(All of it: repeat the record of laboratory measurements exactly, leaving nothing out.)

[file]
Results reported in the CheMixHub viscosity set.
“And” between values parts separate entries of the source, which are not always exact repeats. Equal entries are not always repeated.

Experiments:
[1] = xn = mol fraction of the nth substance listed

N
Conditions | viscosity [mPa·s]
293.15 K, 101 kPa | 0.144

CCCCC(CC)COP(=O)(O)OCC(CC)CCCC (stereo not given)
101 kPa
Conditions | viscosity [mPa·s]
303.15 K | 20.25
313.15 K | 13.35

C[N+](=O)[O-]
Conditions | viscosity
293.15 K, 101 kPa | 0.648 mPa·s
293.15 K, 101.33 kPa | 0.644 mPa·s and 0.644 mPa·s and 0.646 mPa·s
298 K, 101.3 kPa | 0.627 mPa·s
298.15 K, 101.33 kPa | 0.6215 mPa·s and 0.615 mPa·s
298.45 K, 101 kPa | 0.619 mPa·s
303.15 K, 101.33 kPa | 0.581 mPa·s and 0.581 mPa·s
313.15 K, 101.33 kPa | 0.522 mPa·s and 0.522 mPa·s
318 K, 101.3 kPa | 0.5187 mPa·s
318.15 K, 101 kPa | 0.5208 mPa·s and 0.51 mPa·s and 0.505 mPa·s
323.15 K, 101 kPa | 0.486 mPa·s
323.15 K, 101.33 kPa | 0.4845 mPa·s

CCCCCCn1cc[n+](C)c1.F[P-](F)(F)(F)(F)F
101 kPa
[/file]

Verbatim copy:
Results reported in the CheMixHub viscosity set.
“And” between values parts separate entries of the source, which are not always exact repeats. Equal entries are not always repeated.

Experiments:
[1] = xn = mol fraction of the nth substance listed

N
Conditions | viscosity [mPa·s]
293.15 K, 101 kPa | 0.144

CCCCC(CC)COP(=O)(O)OCC(CC)CCCC (stereo not given)
101 kPa
Conditions | viscosity [mPa·s]
303.15 K | 20.25
313.15 K | 13.35

C[N+](=O)[O-]
Conditions | viscosity
293.15 K, 101 kPa | 0.648 mPa·s
293.15 K, 101.33 kPa | 0.644 mPa·s and 0.644 mPa·s and 0.646 mPa·s
298 K, 101.3 kPa | 0.627 mPa·s
298.15 K, 101.33 kPa | 0.6215 mPa·s and 0.615 mPa·s
298.45 K, 101 kPa | 0.619 mPa·s
303.15 K, 101.33 kPa | 0.581 mPa·s and 0.581 mPa·s
313.15 K, 101.33 kPa | 0.522 mPa·s and 0.522 mPa·s
318 K, 101.3 kPa | 0.5187 mPa·s
318.15 K, 101 kPa | 0.5208 mPa·s and 0.51 mPa·s and 0.505 mPa·s
323.15 K, 101 kPa | 0.486 mPa·s
323.15 K, 101.33 kPa | 0.4845 mPa·s

CCCCCCn1cc[n+](C)c1.F[P-](F)(F)(F)(F)F
101 kPa